Arizona Advanced Medicine Clinic

Are Patients the Collateral Damage of a Decline in Physician Job Satisfaction?

Lit matches The headline in the New York Times reports that Kaiser Permanente, based in California, is planning to add a medical school to its already huge health system. [1] Why in the world would an insurance company (even one that has its own hospitals and clinics) want to open a medical school? Perhaps the push-back from patients seeking true health care is finally registering in the business world.

According to an article just published in the Mayo Clinic Proceedings, physician “burn-out” is at an all-time high – more than 50% of physicians who responded to a questionnaire ( the Maslach Burnout Inventory) experienced at least one symptom of burn-out. These symptoms included things like feeling emotionally drained, resentment about patient expectations, lack of caring, frustration – signs of the “job” not making their hearts sing.

“The 15-minute office visit takes a toll on the Doctor-Patient relationship.”[2] No kidding.

What is wrong with this picture? According to a report from PBS in 2014, “Patients–and physicians–say they feel the time crunch as never before as doctors rush through appointments as if on roller skates to see more patients and perform more procedures to make up for flat or declining reimbursements. It’s not unusual for primary care doctors’ appointments to be scheduled at 15-minute intervals. Some physicians who work for hospitals say they’ve been asked to see patients every 11 minutes.”[3]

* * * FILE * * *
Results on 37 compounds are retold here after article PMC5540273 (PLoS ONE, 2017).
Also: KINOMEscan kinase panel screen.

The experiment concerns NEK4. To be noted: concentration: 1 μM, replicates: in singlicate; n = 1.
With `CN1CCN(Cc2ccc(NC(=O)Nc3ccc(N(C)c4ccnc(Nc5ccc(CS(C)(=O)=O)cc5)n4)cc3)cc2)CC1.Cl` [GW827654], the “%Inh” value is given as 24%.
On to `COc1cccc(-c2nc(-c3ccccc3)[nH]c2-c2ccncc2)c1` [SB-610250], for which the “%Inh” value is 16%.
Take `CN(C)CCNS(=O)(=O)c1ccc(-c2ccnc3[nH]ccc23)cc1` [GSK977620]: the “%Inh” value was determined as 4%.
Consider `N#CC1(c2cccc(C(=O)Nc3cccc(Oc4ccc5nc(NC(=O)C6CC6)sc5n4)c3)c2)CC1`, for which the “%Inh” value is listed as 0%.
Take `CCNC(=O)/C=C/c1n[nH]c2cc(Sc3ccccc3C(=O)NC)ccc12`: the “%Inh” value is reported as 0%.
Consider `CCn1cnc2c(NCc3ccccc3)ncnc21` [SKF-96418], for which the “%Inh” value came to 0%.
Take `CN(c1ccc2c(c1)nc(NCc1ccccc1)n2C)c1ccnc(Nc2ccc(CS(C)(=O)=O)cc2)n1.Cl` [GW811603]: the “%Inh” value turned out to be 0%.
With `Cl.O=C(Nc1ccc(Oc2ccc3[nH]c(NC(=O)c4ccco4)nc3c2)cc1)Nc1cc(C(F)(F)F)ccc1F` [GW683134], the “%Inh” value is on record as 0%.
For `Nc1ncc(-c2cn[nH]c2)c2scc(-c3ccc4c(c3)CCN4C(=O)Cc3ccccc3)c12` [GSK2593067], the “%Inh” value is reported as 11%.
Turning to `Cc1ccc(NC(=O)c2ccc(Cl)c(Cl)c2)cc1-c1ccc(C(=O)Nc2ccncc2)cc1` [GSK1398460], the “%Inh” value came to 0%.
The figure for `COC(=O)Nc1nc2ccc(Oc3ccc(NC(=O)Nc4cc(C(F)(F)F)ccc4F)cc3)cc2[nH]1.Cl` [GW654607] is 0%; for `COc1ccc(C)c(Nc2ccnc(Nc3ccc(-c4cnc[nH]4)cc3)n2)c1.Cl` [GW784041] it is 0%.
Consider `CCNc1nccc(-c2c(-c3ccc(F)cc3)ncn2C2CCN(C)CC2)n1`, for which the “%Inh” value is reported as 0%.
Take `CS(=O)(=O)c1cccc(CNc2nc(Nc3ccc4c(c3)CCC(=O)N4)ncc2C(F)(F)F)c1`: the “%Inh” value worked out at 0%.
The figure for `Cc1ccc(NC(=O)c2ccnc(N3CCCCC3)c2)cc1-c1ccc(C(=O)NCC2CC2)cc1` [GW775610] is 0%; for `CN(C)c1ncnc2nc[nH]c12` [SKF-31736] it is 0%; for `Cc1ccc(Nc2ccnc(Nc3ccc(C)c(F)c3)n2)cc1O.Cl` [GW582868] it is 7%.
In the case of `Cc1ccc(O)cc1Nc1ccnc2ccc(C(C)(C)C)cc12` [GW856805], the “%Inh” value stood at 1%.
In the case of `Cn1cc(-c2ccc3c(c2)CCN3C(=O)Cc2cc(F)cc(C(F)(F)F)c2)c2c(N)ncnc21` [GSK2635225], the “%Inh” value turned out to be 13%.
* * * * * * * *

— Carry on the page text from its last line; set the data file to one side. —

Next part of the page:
The definition of insanity is doing the same thing over and over, but somehow this time expecting to get a different result. Prescribing the same drugs, doing the same procedures, agreeing to work with the same insurance companies, working with the same paradigm... The paradigm is broken. We cannot possibly treat one organ system and expect the rest of the body to follow along. We have been too depleted by the chemicals in our environment, the herbicides in our food, the heavy metals in our teeth, the depletion of nutrients in our crops. How can we possibly heal by working on just one organ system, with just one form of medicine (allopathic, using that which is foreign to the body) when all our organ systems are involved?

There is a new paradigm of medicine - I say new, because it is new to the allopathic world.

Kaiser Permanente is planning to launch a new medical school based on this more integrative view of the human body/mind. I applaud them for this vision. Perhaps Kaiser's medical school will begin to enlarge the vision of our future medical doctors. Perhaps finally conventional medical education will begin to embrace what the naturopathic and homeopathic physicians have practiced for many years - a unification of the picture of the human body as one organism existing in harmony with its world.

If you would like to experience that kind of integrated treatment before the medical school graduates its first class, please give us a call at 480-240-2600 for your free 15-minute phone consultation, to determine whether we can help you come back to life.

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